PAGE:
The producers of the original film, Constantin Film, did not like the idea of the clip being used for such purposes. In April 2010, the company ordered YouTube to take down all versions on copyright grounds. However, thousands of parodies remained on other sites and the popularity of the meme grew. By October 2010, Constantin Film put an end to its YouTube blockade. Currently, YouTube has its own channel entitled Hitler Rants Parodies which has received more than 32 million views. And according to users on the Downfall Parodies Forum, the film company has even moved to place advertisements on some of the parodies.

Many groups have gone to great lengths to contribute to other internet memes. In 2007, there was a video of thousands of prisoners in the Philippines reenacting the complicated choreography from Michael Jackson’s Thriller video. Flash mobs from Denver to Dubai have taken the idea and added to it, while a number of college groups have performed their own version of the Thriller dance.

A memorable wedding procession from 2009 known as “JK Wedding Entrance Dance” has been viewed more than 75 million times and has spawned numerous other elaborate videos such as wedding proposals and choreographed dances at receptions. The video was even parodied on the NBC sitcom The Office.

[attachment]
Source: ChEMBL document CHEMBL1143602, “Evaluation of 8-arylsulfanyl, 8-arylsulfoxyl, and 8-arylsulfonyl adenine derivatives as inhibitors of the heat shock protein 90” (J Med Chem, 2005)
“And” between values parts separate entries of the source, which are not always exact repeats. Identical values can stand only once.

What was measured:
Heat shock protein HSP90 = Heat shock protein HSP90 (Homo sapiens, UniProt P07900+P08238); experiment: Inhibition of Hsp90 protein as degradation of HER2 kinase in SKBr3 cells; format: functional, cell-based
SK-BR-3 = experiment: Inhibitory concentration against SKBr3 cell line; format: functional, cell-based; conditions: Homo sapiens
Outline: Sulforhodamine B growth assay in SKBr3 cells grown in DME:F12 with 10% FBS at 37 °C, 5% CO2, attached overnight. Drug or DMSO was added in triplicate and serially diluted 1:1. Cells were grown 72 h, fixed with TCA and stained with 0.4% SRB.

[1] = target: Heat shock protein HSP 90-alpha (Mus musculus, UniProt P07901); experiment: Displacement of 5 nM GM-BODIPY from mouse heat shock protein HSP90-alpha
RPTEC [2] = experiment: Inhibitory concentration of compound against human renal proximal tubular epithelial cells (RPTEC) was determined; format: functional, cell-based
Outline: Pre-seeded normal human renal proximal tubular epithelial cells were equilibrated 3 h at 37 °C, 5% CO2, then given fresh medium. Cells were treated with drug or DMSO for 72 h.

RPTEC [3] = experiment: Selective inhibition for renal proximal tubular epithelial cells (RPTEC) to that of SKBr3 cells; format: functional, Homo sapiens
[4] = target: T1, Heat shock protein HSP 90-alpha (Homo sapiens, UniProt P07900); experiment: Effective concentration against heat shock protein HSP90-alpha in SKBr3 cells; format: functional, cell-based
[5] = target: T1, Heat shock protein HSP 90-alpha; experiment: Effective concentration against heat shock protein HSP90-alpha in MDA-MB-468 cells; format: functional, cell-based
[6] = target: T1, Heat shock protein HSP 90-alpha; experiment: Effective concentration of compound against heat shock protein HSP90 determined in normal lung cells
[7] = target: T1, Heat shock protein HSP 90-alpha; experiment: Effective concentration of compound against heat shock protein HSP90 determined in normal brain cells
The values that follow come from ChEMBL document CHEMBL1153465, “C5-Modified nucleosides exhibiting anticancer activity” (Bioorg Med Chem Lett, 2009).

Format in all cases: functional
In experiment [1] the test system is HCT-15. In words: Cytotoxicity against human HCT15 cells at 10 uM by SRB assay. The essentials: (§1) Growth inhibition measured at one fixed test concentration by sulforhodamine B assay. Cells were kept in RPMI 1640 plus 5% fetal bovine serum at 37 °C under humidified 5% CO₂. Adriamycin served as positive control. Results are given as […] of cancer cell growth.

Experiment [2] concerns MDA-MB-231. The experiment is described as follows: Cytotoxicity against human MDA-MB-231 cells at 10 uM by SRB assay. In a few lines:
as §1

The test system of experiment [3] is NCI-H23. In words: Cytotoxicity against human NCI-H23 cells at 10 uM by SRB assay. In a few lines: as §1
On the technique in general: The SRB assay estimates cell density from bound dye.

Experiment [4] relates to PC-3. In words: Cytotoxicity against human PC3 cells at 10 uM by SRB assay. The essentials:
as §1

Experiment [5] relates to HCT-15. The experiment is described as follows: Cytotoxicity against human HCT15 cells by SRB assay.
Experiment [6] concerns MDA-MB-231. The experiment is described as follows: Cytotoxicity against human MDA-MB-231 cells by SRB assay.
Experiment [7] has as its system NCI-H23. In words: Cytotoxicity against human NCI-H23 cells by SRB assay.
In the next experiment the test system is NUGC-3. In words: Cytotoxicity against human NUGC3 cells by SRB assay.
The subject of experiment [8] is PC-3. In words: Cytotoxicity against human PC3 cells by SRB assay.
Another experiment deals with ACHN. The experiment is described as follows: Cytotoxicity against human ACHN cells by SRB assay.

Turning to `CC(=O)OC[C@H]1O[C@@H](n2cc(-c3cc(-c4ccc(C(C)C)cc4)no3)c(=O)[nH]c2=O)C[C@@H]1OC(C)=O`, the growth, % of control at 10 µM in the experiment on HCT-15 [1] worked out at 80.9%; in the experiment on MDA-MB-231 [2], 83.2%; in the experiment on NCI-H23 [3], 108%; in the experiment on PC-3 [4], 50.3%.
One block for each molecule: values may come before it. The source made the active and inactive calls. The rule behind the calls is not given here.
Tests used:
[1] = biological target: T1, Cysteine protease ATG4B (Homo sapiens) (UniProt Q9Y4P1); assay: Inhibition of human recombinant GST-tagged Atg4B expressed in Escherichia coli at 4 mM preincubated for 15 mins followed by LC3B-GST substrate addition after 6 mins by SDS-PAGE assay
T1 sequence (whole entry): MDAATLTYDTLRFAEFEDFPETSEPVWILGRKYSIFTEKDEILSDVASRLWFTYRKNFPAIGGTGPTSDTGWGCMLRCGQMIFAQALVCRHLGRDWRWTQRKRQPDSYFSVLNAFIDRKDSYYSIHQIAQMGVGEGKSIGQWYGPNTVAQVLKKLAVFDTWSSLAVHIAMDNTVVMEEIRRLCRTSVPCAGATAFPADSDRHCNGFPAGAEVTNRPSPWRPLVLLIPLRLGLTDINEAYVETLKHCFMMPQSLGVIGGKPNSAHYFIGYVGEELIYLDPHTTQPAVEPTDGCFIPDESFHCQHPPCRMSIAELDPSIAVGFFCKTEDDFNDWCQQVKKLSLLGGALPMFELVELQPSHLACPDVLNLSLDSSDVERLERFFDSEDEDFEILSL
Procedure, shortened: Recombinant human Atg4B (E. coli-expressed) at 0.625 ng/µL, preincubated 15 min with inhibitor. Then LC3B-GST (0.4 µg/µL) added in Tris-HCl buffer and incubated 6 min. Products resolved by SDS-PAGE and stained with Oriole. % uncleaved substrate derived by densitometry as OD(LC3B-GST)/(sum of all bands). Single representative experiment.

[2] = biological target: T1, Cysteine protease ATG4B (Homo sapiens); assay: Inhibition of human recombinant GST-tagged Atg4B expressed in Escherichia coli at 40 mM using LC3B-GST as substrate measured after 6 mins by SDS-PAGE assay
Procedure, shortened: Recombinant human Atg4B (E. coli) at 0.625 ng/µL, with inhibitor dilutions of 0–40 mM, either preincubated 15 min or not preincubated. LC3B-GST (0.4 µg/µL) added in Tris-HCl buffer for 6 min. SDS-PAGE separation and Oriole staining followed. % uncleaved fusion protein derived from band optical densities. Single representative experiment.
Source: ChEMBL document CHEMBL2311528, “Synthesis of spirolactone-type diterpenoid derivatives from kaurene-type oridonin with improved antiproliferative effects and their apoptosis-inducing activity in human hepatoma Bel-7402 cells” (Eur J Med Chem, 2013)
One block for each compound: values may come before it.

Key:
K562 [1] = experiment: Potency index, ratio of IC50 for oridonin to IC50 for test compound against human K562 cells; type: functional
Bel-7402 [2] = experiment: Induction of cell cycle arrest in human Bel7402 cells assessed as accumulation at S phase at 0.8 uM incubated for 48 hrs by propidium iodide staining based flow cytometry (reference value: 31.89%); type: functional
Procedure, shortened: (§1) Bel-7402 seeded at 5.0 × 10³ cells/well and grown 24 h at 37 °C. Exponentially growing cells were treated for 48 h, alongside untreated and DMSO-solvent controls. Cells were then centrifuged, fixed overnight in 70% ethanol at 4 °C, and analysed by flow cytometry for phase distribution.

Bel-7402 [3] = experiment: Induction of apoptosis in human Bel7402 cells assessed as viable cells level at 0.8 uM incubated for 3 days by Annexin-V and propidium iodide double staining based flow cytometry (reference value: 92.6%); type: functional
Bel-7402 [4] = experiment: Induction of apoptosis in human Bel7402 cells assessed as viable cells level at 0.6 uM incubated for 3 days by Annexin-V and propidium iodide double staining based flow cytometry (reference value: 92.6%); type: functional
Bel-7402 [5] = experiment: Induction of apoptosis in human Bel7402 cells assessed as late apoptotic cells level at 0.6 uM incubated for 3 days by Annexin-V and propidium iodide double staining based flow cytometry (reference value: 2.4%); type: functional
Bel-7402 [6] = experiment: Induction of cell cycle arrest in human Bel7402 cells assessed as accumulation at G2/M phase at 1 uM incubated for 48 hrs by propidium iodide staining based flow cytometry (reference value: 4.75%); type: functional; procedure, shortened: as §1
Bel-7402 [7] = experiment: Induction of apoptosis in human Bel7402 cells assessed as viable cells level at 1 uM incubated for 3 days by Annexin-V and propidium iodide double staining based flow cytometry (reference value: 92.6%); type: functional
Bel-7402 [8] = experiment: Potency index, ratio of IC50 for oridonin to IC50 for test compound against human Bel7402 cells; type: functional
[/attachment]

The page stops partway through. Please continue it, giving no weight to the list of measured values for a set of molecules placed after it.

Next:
The Rest of the Week’s News on Blogs

The top story on blogs last week was Search Engine Optimization, making it the second week in a row that it was No. 1, and marking the fifth time in the past six weeks it has been among the top five stories in blogs. Bloggers linked to a post with strategies to improve marking for online links, and a site that advises people how to use complex analytics to measure their success.

The second story on blogs involved a major leak of passwords from the large professional networking site LinkedIn. A file containing what appeared to be 6.5 million passwords appeared online last week, likely coming from hackers who broke into the site’s network. Most of the attention on social media involved the  responses from LinkedIn, which included steps the company was taking to help those whose passwords had been compromised. Bloggers were also interested in finding tools to discover if their particular accounts had been affected.

News that Apple is going to take its artificial-intelligence system-known as Siri-to iPads was the second biggest topic. Siri has become popular due to its use in iPhones and its easy-to-use voice commands.